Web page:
Old maps of Southwold and environs
Detail from Owen and Bowen map of Suffolk c1750
1837 Ordnance Survey Map
1907 Ordnance Survey Map
Hilary Huckstep kinkdly lent me some Ordnance Survey maps which I have photographed. The files are quite large but they can be downloaded to give more detail. It is interesting to see the allotments in North Road, what happened to the ones closer to the sea? The ones adjacent to the houses on the north side of North Road are now just overgrown. The rifle range and butts can be seen as well as the hospital at Easton Bavents (in the earlier maps). It is also interesting to see the length of the pier. Click on the maps to get better resolution files.
1905 Ordnance Survey Map
1925 Ordnance Survey Map (revised 1938)
1928 Ordnance Survey Map
1970 Ordnance Survey Map
John Marius Wilson, Imperial Gazetteer of England and Wales (1870-72)
SOUTHWOLD, a town and a parish in Blything district, Suffolk. The town stands on the coast, between a creek and the river Blythe's mouth, 8 miles E by S of Halesworth r. station; was known to the Saxons as Sudwald, signifying "south-wood;'' belonged, at Domesday, to Bury abbey, and paid it then 25,000 herrings; passed to the Earls of Gloucester, and had a castle of theirs; was nearly all destroyed by fire in 1659; witnessed great sea-fights, between the English and the Dutch, in its near vicinity, in 1665 and 1672; was chartered by Henry VII., and is governed, under the new act, by a mayor, 4 alder men, and 12 councillors; is a seat of petty sessions, and a bathing-place; carries on extensive fishing, iron and brass founding, brewing, rope-making, and salt-manufacture; and has a post-office‡ under Wangford, a banking office, two chief inns, a pier-harbour formed in 1749-52, a breakwater to prevent sea-encroachment, a battery of six 18-pounders, a coastguard station, several handsome marine villas, a town hall of 1819, a recently restored church of 1460, 144 feet long by 64, with a tower 100 feet high, Independent and Wesleyan chapels, national schools, a dispensary, charities £43, and a fair on Trinity Monday and the two following days.-The parish is conterminate with the town. Acres, 566; of which 20 are water. Real property, £6,053; of which £25 are in gasworks. Pop., 2,032. Houses, 484. The living is a p. curacy in the diocese of Norwich. Value, £130.* Patron, the Rev. E. Hollond.
From The National Gazetteer of Great Britain and Ireland (1868)
"BINACRE, (or Benacre) a parish in the hundred of Blything, in the county of Suffolk, 6 miles to the S.W. of Lowestoft. Southwold is its post town. It lies near the sea-coast and the East Suffolk section of the Great Eastern railway. In the, parish is a lake called Binacre Broad, which covers an area of 100 acres, and abounds in fish. The living is a rectory in the diocese of Norwich, consolidated with the rectory of Easton-Bavents and the vicarage of North Hales, of the value of £440, and in the patronage of Sir T. S. Gooch, Bart. The church is dedicated to St. Michael. In forming a road here, in 1786, an urn was found with several hundred coins of Vespasian, Trojan, Hadrian, and other Roman emperors. The principal residence is Binacre Hall."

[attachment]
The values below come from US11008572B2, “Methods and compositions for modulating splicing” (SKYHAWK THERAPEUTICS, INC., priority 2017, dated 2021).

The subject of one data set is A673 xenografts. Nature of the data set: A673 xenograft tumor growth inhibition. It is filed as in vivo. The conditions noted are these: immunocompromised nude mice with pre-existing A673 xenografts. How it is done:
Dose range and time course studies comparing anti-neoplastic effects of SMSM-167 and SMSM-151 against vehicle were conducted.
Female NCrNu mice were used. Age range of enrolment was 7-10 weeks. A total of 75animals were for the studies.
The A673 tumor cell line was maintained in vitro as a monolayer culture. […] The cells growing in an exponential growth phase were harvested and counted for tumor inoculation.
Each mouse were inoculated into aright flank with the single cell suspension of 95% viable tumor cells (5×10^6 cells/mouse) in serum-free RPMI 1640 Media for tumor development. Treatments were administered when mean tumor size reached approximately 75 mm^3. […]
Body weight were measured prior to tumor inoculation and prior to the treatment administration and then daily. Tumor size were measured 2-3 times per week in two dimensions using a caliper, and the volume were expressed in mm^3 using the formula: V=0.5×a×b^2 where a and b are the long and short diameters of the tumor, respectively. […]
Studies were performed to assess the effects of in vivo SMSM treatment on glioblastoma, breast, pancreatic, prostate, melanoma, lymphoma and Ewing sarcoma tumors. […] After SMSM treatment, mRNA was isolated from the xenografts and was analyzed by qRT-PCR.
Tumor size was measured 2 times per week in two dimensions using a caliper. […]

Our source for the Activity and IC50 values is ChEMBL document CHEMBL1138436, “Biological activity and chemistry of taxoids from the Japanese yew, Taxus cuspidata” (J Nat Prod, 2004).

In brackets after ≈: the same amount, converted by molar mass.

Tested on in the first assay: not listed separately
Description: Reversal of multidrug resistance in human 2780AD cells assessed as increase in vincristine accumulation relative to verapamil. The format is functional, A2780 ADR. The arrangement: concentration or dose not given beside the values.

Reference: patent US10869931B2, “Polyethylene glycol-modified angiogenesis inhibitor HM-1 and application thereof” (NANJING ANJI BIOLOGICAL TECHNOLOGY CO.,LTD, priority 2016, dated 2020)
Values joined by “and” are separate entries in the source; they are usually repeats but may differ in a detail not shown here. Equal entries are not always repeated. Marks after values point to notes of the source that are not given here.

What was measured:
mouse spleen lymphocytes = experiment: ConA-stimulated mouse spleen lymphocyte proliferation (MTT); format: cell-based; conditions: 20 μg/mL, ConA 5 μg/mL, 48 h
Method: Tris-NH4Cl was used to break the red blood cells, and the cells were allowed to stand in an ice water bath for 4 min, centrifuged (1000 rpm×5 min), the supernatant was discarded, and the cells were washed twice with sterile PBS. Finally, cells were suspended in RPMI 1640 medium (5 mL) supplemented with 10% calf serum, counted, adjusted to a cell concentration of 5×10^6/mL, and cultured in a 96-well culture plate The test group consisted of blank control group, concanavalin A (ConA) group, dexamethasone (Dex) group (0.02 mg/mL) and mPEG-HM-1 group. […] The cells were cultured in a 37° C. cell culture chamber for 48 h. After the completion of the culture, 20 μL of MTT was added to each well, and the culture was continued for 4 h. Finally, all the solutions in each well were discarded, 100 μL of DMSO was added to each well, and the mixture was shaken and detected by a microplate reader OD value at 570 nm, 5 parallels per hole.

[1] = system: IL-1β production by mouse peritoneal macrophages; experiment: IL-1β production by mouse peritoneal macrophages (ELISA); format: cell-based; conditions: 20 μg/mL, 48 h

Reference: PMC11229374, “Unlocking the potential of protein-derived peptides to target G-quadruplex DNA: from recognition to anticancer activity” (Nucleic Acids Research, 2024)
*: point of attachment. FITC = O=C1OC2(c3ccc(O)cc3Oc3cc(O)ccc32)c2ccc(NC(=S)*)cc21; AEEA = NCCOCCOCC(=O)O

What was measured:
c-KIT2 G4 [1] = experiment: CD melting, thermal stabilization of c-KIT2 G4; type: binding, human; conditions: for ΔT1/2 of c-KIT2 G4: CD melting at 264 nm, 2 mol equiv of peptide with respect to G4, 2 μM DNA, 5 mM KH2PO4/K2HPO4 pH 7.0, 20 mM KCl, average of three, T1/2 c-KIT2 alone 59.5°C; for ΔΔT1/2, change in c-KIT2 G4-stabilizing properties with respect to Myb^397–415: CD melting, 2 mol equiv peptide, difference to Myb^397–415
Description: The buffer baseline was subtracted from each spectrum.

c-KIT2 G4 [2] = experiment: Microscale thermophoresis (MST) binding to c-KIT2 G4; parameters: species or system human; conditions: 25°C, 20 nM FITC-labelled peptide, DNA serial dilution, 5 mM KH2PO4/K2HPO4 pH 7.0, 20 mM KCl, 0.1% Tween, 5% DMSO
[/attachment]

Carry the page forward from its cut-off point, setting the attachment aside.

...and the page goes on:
A Topographical Dictionary of England (1848) Samuel Lewis (editor)
EASTON-BAVENTS (St. Nicholas), a parish, in the union and hundred of Blything, E. division of Suffolk, 1 mile (N. N.E.) from Southwold; containing 11 inhabitants. This place, which is by antiquaries identified with the Extensio of Ptolemy, was formerly the most eastern point of land in the kingdom; but the promontory called Easton Ness has long since been washed away by the sea, which has made great encroachments on this part of the coast; and the church and an ancient chapel, with the greater portion of the parish, have disappeared. A market was granted to Thomas de Bavent, from whom the place takes the affix to its name. The parish now comprises only 300 acres, by measurement; the scenery is in many parts highly picturesque, and on the north side of the parish is a fine sheet of water called Easton Broad. The living is a discharged rectory, consolidated with the rectory of Binacre, and valued in the king's books at £6.
Transcribed from The Comprehensive Gazetteer of England and Wales, 1894-5
Benacre or Binacre, a village and a parish in Suffolk, on the coast, 6 miles S by W from Lowestoft station on the G.E.R., and 6 1/2 N from Southwold. Post town, Wang-ford; money order and telegraph office, Wrentham. Acreage, 2560; population of the civil parish, 204; of the ecclesiastical, which includes Covehithe and Easton Bavents, 384. Benacre Hall is a fine country seat situated in a park of 230 acres. A lake of about 100 acres, called Benacre Broad, abounding in pike and other fish, lies about 1/2 a mile from the sea. A stone vessel, containing about 900 Roman silver coins, some of them of the Emperor Vespasian, was found at the making of a new turnpike road in 1786. The living is a rectory, united with the rectory of Easton-Bavents and the vicarage of Covehithe, formerly called North Hales, in the diocese of Norwich; joint net yearly value, £200 with residence. The church, dedicated to St Michael, was rebuilt in 1769. It is in good preservation, and consists of chancel, nave, and a south aisle. Easton-Bavents, now a parish consisting of a few cottages only, with a population of 18, is said to have been formerly a large market-town, and to have lost its prosperity through the encroachments of the sea.
Mick Thompson lent me some interesting details of an auction dated 1919. Click on map below for a PDF.